Friday, July 28, 2023

The Beanie Bubble, on Apple TV+

In the mid-1990s, Ebay became the place for collectors. Everyone who was buying LPs largely have seen their purchases hold their value, because the music in the grooves has intrinsic value. That has not been the case for Beanie Baby collectors. Crypto cannot compare, yet, to the boom and bust of the little “under-stuffed” plushies. Directors Kristin Gore and Damian Kulash show how it happened from the perspective of three women who had the mixed fortune to be close to the company founder in The Beanie Bubble, which premieres today on Apple TV+.

Ty Warner sort of had the original vision for more “posable” stuffed animals, but he was also a manipulative user. At least that is the conclusion his former “partner,” “Robbie” (based on Patricia Roche) comes to. For a while, he manages to replace her with Maya Kumar (transparently modeled on Lina Triveti), who literally joined the company as an intern answering the phones. However, she had an inkling of the potential for internet marketing way before it was a standard thing.

Kumar also has the brilliant idea to play up the limited nature of the mini-sized plushies. Fortuitously, some of Warner’s designs were starting to catch on, especially those he developed with input from the woman he is romancing and her two daughters. In fact, from Sheila’s perspective (sort of Faith McGowan), her girls did most of the work. However, he sufficiently dazzles them with extravagant gifts, so they do not think about things like rights or credits.

Beanie Bubble
is much like Matt Johnson’s BlackBerry, in that both persuasively and dramatically show what each company did right and what they did wrong (though BlackBerry is definitely the superior film). On the other hand, Beanie Bubble is a far more entertaining and more up-tempo viewing experience than the HBO doc Beanie Mania. Regardless, it is fascinating to see how the Ty company rode the original internet wave. Yet, it so conspicuously stacks the deck against Warren, it cries out for an epilogue from his perspective, to give some sense of balance.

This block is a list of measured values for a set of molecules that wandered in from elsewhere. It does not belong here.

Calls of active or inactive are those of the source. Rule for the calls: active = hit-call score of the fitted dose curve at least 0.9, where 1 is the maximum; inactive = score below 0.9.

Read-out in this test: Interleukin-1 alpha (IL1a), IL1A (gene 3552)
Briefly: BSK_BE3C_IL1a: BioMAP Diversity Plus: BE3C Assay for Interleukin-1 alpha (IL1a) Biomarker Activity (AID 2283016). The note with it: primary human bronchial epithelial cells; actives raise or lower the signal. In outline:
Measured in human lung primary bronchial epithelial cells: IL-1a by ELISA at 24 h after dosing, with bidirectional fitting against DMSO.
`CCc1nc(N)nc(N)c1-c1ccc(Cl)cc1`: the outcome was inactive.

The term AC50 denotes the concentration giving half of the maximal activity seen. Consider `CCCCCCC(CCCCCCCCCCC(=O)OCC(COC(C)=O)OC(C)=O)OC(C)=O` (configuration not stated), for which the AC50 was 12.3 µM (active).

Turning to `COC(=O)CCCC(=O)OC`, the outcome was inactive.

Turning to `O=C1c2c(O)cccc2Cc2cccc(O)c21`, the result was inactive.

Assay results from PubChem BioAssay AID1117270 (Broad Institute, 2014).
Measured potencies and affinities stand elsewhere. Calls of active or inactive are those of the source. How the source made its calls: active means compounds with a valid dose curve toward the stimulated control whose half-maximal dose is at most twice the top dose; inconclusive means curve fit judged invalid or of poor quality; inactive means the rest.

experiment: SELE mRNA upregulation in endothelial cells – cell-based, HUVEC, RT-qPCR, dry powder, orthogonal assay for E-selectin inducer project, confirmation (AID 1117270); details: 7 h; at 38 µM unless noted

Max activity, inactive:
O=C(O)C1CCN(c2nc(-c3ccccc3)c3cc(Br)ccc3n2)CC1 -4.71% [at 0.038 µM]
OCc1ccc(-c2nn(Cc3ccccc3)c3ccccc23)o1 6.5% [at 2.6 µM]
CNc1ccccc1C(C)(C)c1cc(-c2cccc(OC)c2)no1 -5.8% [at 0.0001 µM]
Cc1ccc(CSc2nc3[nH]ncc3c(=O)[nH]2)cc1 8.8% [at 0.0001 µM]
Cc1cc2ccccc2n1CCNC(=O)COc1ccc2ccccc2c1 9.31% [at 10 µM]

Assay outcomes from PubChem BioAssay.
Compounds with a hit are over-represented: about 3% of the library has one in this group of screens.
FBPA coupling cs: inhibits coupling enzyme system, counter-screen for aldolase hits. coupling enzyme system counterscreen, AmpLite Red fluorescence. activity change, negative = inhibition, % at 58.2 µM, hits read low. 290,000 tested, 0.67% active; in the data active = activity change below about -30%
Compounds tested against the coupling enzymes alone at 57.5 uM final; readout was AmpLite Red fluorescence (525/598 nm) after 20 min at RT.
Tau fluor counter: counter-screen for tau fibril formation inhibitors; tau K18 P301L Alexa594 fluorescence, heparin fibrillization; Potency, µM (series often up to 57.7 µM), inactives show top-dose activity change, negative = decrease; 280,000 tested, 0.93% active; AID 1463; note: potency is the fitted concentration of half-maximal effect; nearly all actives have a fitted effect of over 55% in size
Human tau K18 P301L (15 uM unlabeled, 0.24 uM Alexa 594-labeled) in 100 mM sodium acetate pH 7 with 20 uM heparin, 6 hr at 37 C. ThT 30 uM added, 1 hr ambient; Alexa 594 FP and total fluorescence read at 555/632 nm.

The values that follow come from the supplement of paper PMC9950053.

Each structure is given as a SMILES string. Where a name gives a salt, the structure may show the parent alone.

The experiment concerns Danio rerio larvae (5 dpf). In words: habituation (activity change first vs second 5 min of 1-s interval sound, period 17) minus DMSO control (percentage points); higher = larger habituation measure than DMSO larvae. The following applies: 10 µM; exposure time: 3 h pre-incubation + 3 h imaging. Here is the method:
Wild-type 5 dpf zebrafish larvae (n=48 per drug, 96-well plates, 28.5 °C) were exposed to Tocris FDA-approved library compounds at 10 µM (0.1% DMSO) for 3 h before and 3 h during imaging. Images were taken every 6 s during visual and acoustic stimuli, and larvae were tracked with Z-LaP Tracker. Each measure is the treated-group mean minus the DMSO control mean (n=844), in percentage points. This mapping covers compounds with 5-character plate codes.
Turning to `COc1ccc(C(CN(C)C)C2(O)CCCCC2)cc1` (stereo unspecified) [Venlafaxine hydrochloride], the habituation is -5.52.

Gore and Kulash constantly flash backwards and forwards, for the sake of being hip and stylish. They always immediately identify the year, so it is confusing, but it sometimes fractures the flow. However, it is certainly an aptly colorful production, suiting its subject.

Frankly, this could be Zach Galifianakis’s best performance. He is almost unrecognizable playing it largely straight as the eccentric Warren. (He seems to have a taste for boom-and-bust movies, having also co-starred in the disappointing
Tulip Fever.) He plays off his co-stars quite nicely, particularly Elizabeth Banks as Robbie, who is definitely his most formidable confidant-turned rival. Sarah Snook shrewdly tacks a more reserved course as Sheila, but Geraldine Viswanathan’s Maya often comes across as a sitcom character from a show like The Office.

Although the film positions itself as a partial fictionalization of Ty’s rise and fall, it hews reasonably closely to the historical record. Despite the temporal lurches, Gore and Kulash keep the tone and pacing snappy. Recommended as a mostly true business case study and a cautionary tale for collectors,
The Beanie Bubble starts streaming today (7/28) on Apple TV+.